To Kill A Mockingbird and the Little Rock Nine Essays

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When a group of children known as the Little Rock Nine stepped onto the campus of Central High School of Arkansas on September 4th, 1957, they changed history forever. By being the first black students to attend a traditionally white high school, the nine students helped move America toward a more fair and constitutional attitude toward colored people. To Kill a Mockingbird was written during this time period and deals with many of the same cultural issues even though it’s story takes place a few decades earlier. If this were not the case and the novel’s characters had grown up during the same time as the Little Rock Nine, there is no doubt that Scout, Atticus, Bob Ewell, and many other characters would have had strong opinions about and …show more content…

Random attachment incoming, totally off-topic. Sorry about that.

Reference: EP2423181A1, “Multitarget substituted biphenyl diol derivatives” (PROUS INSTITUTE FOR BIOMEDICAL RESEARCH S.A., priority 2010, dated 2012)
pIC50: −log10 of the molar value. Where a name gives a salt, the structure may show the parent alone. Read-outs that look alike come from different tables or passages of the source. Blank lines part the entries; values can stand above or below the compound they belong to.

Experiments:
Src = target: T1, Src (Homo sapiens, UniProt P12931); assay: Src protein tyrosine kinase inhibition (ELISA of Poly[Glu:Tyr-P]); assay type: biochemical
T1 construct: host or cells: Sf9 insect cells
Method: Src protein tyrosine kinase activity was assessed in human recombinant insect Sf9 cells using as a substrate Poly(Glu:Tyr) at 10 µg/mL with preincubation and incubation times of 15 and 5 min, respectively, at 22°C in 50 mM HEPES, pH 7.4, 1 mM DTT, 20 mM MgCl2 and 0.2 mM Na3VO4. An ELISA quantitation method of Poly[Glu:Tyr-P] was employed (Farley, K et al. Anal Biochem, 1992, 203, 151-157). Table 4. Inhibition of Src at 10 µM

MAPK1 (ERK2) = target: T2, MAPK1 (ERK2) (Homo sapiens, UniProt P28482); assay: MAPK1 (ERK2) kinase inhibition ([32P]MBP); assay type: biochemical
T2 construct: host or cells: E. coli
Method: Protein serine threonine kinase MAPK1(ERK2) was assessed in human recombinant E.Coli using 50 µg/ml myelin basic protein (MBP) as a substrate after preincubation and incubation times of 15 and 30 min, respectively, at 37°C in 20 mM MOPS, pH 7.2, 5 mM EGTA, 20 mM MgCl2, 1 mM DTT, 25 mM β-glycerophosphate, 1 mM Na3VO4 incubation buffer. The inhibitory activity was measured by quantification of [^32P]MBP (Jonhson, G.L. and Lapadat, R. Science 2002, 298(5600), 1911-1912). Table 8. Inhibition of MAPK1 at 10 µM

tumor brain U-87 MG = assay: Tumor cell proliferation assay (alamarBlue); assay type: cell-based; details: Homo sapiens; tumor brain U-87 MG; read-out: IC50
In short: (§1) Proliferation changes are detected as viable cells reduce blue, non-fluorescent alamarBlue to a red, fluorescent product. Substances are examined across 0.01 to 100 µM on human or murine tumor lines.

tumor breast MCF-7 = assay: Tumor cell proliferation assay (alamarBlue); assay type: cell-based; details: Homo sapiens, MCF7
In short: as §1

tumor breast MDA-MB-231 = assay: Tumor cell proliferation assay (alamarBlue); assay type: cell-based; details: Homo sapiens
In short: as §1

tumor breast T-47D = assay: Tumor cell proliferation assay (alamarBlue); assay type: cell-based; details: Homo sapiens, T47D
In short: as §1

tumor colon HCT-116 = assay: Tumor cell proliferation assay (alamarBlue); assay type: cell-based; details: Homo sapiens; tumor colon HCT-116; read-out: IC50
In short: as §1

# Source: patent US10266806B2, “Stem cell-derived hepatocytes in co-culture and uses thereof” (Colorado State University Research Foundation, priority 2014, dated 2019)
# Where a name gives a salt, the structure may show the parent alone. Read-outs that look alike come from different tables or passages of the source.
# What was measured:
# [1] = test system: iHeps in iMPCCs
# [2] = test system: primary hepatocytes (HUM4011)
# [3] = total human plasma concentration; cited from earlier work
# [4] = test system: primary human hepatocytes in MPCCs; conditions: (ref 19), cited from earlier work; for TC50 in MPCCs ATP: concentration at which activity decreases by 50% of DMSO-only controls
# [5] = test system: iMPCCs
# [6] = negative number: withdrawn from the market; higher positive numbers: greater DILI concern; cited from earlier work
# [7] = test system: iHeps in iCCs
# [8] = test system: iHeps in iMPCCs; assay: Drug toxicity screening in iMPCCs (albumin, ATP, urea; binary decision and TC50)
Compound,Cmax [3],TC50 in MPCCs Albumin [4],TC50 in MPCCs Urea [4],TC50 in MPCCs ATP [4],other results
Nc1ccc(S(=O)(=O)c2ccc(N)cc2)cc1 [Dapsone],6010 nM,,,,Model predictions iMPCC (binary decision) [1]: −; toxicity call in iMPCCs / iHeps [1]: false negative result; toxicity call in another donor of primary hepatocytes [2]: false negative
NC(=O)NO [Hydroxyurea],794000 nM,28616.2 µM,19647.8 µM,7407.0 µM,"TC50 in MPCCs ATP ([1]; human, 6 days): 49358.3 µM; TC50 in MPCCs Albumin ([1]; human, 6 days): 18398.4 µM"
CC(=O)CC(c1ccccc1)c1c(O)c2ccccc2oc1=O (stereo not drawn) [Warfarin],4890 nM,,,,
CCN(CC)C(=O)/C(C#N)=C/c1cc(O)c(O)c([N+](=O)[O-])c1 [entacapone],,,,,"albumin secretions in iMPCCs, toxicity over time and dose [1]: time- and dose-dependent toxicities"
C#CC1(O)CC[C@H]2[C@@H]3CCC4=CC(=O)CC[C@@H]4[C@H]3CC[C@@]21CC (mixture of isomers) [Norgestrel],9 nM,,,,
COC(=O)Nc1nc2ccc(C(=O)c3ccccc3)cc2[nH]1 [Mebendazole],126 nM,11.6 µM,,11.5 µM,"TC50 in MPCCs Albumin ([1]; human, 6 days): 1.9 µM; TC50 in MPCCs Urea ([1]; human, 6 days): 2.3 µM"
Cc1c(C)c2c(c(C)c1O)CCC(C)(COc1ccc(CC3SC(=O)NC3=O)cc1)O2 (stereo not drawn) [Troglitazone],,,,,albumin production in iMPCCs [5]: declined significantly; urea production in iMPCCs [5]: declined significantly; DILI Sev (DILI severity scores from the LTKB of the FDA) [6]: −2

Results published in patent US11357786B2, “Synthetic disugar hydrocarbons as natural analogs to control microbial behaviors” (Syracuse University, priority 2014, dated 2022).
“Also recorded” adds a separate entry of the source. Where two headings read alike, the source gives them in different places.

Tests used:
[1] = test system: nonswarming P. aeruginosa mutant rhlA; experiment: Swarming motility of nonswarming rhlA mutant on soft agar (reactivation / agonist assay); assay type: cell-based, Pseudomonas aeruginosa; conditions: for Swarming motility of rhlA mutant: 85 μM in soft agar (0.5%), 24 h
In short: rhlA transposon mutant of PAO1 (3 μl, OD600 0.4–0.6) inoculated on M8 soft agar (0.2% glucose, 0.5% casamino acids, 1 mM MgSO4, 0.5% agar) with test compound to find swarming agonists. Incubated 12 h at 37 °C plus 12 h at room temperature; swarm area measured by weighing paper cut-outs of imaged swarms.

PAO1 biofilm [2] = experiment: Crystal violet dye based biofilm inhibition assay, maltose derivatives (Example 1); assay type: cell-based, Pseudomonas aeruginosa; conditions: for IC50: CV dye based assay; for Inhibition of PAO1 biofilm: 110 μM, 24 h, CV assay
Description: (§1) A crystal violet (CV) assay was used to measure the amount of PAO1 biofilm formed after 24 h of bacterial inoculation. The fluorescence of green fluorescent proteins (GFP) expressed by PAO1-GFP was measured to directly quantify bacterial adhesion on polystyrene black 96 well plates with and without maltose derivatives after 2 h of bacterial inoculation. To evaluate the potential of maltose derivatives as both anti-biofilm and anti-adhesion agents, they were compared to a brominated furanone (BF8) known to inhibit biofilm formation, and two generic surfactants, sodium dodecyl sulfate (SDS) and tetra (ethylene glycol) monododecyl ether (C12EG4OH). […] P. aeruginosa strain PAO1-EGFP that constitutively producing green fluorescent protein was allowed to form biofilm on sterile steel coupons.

This system allowed white children to transfer to the black high school, but when 33 black students submitted transfer requests to one of the white high schools with help from the NAACP all of them were denied. In 1957, the year desegregation was planned, only 17 black students applied to transfer to Central High School, and that number was diminished to nine after eight students dropped out. Central High School would be the only school of the three original to desegregate. September 4th, 1957, was supposed to be the first day of school for Elizabeth Eckford, Melba Patillo, Gloria Ray, Thelma Mothershed, Ernest Green, Terrance Roberts, Jefferson Thomas, Carlotta Walls, and Minnijean Brown. However, when they arrived to Central High School they were blocked entry by the National Guard and their pointed guns. Arkansas governor, Orval Faubus, had called the guards in the night before: “...the governor of Arkansas turned the situation into a political issue” (Kowalski 18). This was an outright violation of federal law. All nine students were denied entry that day, but one student, Elizabeth Eckford, had to face the mob head on and by herself. Eckford had failed to receive a message from the students’ mentor, Daisy Bates, about a meeting place for the nine students the night before. Eckford arrived by herself and was subject to the harsh cries,

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